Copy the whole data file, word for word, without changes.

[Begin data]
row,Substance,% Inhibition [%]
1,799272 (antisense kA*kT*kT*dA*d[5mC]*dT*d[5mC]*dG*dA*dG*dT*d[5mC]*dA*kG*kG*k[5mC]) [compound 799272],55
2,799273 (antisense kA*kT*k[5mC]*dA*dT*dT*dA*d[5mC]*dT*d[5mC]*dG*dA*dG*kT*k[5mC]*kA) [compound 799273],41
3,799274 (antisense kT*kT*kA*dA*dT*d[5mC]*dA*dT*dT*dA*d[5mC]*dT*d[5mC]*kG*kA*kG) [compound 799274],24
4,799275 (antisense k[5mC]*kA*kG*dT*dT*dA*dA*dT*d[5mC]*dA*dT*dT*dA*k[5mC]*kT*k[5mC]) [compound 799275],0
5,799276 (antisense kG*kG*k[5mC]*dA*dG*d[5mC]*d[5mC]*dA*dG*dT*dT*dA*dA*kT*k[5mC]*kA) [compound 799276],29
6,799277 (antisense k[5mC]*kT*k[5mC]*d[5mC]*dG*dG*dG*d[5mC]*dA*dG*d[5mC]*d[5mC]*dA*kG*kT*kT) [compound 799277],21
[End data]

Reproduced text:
row,Substance,% Inhibition [%]
1,799272 (antisense kA*kT*kT*dA*d[5mC]*dT*d[5mC]*dG*dA*dG*dT*d[5mC]*dA*kG*kG*k[5mC]) [compound 799272],55
2,799273 (antisense kA*kT*k[5mC]*dA*dT*dT*dA*d[5mC]*dT*d[5mC]*dG*dA*dG*kT*k[5mC]*kA) [compound 799273],41
3,799274 (antisense kT*kT*kA*dA*dT*d[5mC]*dA*dT*dT*dA*d[5mC]*dT*d[5mC]*kG*kA*kG) [compound 799274],24
4,799275 (antisense k[5mC]*kA*kG*dT*dT*dA*dA*dT*d[5mC]*dA*dT*dT*dA*k[5mC]*kT*k[5mC]) [compound 799275],0
5,799276 (antisense kG*kG*k[5mC]*dA*dG*d[5mC]*d[5mC]*dA*dG*dT*dT*dA*dA*kT*k[5mC]*kA) [compound 799276],29
6,799277 (antisense k[5mC]*kT*k[5mC]*d[5mC]*dG*dG*dG*d[5mC]*dA*dG*d[5mC]*d[5mC]*dA*kG*kT*kT) [compound 799277],21